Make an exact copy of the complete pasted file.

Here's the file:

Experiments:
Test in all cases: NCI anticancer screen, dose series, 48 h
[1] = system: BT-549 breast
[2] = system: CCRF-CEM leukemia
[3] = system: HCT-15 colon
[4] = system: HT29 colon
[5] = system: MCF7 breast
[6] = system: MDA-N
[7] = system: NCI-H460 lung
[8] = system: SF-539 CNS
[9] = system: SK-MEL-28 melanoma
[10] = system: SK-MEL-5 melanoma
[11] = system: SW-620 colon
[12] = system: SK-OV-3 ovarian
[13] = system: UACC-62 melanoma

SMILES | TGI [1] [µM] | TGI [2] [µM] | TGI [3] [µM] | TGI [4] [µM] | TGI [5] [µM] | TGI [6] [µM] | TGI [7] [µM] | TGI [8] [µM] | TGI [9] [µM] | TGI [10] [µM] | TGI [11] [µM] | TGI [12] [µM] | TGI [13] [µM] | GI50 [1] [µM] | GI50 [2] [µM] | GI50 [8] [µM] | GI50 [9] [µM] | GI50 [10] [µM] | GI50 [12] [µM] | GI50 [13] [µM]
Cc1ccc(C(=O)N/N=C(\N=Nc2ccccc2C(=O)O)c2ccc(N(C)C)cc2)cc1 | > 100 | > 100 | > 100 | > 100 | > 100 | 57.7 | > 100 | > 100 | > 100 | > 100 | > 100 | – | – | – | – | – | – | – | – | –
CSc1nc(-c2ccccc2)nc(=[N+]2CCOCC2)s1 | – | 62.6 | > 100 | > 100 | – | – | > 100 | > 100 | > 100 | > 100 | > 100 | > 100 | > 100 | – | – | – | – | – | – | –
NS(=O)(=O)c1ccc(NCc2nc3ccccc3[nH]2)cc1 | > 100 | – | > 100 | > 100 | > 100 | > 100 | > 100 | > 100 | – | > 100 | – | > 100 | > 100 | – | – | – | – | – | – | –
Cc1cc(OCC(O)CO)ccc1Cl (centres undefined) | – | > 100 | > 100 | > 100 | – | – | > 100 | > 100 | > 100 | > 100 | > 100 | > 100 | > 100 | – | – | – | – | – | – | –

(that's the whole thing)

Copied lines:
Experiments:
Test in all cases: NCI anticancer screen, dose series, 48 h
[1] = system: BT-549 breast
[2] = system: CCRF-CEM leukemia
[3] = system: HCT-15 colon
[4] = system: HT29 colon
[5] = system: MCF7 breast
[6] = system: MDA-N
[7] = system: NCI-H460 lung
[8] = system: SF-539 CNS
[9] = system: SK-MEL-28 melanoma
[10] = system: SK-MEL-5 melanoma
[11] = system: SW-620 colon
[12] = system: SK-OV-3 ovarian
[13] = system: UACC-62 melanoma

SMILES | TGI [1] [µM] | TGI [2] [µM] | TGI [3] [µM] | TGI [4] [µM] | TGI [5] [µM] | TGI [6] [µM] | TGI [7] [µM] | TGI [8] [µM] | TGI [9] [µM] | TGI [10] [µM] | TGI [11] [µM] | TGI [12] [µM] | TGI [13] [µM] | GI50 [1] [µM] | GI50 [2] [µM] | GI50 [8] [µM] | GI50 [9] [µM] | GI50 [10] [µM] | GI50 [12] [µM] | GI50 [13] [µM]
Cc1ccc(C(=O)N/N=C(\N=Nc2ccccc2C(=O)O)c2ccc(N(C)C)cc2)cc1 | > 100 | > 100 | > 100 | > 100 | > 100 | 57.7 | > 100 | > 100 | > 100 | > 100 | > 100 | – | – | – | – | – | – | – | – | –
CSc1nc(-c2ccccc2)nc(=[N+]2CCOCC2)s1 | – | 62.6 | > 100 | > 100 | – | – | > 100 | > 100 | > 100 | > 100 | > 100 | > 100 | > 100 | – | – | – | – | – | – | –
NS(=O)(=O)c1ccc(NCc2nc3ccccc3[nH]2)cc1 | > 100 | – | > 100 | > 100 | > 100 | > 100 | > 100 | > 100 | – | > 100 | – | > 100 | > 100 | – | – | – | – | – | – | –
Cc1cc(OCC(O)CO)ccc1Cl (centres undefined) | – | > 100 | > 100 | > 100 | – | – | > 100 | > 100 | > 100 | > 100 | > 100 | > 100 | > 100 | – | – | – | – | – | – | –